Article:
New Research Explores Connections between Development and Gender Empowerment
Beth English, director of LISD's project on Gender in the Global Community, has co-authored a new research paper, "Better Work Beyond the Workplace," published by the International Labour Organization and the International Finance Corporation. The paper, co-authored with Kelly Pike, Assistant Professor at York University, is part of the ILO's Better Work Discussion Paper Series, an original, peer-reviewed series that presents rigorous research for researchers, policymakers, and development practitioners to generate comments and encourage discussion.
The paper notes that women’s increasing entry into paid work has not been accompanied by a corresponding change in the gender division of unpaid labor in the household and community. Though women increasingly participate in the labor market, the expectation is that they will also take responsibility for the household. To what degree does women’s waged work in the garment industry transform gender norms and dynamics in their home lives? To what extent do the choices they make at the household level translate to their empowerment? This paper examines these questions by looking at data collected on gender dynamics at work and at home in the clothing industries of Bangladesh, Cambodia, Kenya, Lesotho and Vietnam. While the extent to which women’s empowerment through employment in the garment sector remains fundamentally circumscribed by low wages, financial insecurity, and gendered expectations, the paper finds that Better Work has expanded the space in which women are able exert agency over their earnings within the context of household resource allocation, and has decreased the negative effects of ongoing and systemic financial precarity.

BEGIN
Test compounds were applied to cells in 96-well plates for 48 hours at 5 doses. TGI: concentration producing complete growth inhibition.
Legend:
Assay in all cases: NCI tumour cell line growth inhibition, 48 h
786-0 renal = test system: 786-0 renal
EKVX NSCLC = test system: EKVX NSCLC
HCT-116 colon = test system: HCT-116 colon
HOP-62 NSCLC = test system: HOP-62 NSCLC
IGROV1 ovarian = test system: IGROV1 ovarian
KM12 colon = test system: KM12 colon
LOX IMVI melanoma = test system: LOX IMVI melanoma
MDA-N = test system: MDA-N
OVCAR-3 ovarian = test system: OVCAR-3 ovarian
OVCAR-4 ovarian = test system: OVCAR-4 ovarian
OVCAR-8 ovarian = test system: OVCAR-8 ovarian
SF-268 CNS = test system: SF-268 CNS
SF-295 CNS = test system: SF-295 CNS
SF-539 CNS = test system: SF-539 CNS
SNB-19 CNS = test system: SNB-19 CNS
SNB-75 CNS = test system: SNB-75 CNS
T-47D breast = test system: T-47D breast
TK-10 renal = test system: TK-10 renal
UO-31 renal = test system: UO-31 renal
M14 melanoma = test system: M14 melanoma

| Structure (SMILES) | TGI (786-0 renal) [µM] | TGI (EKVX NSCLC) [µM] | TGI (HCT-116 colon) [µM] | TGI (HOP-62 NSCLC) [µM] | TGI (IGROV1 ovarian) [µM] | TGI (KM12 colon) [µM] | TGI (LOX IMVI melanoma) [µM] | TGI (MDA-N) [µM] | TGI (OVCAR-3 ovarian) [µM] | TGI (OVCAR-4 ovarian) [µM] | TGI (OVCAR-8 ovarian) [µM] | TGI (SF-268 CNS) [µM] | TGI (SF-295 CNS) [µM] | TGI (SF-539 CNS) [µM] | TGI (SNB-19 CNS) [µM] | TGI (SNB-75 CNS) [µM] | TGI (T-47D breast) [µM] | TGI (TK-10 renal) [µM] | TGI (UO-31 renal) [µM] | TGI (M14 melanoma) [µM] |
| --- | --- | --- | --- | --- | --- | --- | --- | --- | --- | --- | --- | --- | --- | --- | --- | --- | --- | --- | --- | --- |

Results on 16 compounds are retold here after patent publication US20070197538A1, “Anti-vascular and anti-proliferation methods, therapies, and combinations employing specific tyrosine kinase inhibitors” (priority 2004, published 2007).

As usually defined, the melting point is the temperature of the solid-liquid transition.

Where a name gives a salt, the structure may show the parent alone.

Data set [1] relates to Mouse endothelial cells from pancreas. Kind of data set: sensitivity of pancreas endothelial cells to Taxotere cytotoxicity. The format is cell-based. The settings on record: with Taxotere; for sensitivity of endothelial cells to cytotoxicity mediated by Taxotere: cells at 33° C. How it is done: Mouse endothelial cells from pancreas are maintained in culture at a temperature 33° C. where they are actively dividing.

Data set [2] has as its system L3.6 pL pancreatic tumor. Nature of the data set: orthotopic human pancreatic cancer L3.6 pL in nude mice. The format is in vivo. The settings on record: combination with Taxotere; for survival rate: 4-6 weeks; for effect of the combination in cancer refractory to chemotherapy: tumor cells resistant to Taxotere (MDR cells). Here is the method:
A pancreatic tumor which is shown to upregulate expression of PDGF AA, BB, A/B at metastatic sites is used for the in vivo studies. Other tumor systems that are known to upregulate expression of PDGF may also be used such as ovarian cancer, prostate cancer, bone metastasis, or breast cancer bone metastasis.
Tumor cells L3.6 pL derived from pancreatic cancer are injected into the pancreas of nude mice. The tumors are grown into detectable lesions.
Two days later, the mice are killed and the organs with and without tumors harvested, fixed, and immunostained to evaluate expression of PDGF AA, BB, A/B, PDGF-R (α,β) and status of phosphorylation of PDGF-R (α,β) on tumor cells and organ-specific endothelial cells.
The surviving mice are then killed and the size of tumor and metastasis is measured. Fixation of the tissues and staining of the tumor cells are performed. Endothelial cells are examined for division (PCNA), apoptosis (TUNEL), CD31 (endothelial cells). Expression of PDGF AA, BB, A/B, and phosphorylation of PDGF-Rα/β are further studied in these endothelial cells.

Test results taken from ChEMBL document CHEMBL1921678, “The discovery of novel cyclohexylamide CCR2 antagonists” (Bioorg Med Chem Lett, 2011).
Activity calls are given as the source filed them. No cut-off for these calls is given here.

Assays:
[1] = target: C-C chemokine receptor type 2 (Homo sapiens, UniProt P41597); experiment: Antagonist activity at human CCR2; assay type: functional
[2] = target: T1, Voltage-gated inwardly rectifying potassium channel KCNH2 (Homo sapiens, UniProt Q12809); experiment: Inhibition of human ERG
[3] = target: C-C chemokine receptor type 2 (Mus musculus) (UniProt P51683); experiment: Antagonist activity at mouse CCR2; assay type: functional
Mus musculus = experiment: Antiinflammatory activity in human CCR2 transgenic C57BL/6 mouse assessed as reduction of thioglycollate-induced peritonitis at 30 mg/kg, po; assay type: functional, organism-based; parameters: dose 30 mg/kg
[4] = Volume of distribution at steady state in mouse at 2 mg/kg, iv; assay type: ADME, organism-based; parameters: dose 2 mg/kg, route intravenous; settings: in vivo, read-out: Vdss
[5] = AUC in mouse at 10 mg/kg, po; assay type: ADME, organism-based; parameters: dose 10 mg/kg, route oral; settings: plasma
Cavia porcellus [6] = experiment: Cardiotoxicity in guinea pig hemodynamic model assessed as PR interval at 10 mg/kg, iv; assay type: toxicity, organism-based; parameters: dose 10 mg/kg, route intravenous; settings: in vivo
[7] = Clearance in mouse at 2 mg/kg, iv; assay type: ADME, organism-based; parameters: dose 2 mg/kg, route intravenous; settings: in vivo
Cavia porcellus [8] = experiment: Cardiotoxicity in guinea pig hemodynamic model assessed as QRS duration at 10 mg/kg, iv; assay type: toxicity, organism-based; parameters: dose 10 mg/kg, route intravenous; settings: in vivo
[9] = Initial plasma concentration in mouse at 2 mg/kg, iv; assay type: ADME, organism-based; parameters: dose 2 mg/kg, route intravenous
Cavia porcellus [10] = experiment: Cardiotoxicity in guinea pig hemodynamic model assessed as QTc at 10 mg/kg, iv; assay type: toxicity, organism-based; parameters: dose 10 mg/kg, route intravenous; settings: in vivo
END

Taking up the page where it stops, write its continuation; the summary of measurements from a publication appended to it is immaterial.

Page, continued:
Beth English is director of LISD's project on Gender in the Global Community. She is a lecturer in the Princeton Writing Program, and is also an instructor with Princeton University’s Prison Teaching Initiative. She received her Ph.D. from the College of William and Mary, where she was a Glucksman Fellow and Visiting Assistant Professor, and has taught at the University of Pennsylvania. Her research has been funded by the National Endowment for the Humanities. English's research and teaching focus primarily on gender, historical and contemporary labor and working-class issues, politics and society, global economy, and the U.S. and Global Souths. She is the co-editor of Global Women's Work: Perspectives on Gender and Work in the Global Economy (with Mary E. Frederickson and Olga Sanmiguel-Valderrama); author of A Common Thread: Labor, Politics, and Capital Mobility in the Textile Industry; and a contributing author to several edited volumes. Her recent articles include, "Global Women's Work: Historical Perspectives on the Textile and Garment Industries" (Journal of International Relations).
Kelly Pike is Assistant Professor in the School of Human Resource Management at York University. She earned her PhD from the School of Industrial and Labor Relations at Cornell University. She specializes in the role of worker voice and participation in the regulation of international labor standards, with a particular focus on the global garment industry in Sub-Saharan Africa. Her research contributes to the literature on regulating labor in global value chains. In her current research she examines the relationship between multi-stakeholder initiatives and compliance with labor standards, with particular interest in the role of industrial relations, trade unions, worker-management committees, and other forums for activating worker voice. In 2018-19, Kelly was a major research partner on the project Decent Work Regulation in Africa, funded by the Global Challenges Research Fund, in partnership with colleagues in the UK and South Africa. A central aim of the project was to establish a regional network of researchers and policy-makers who have an interest in effect labor regulation.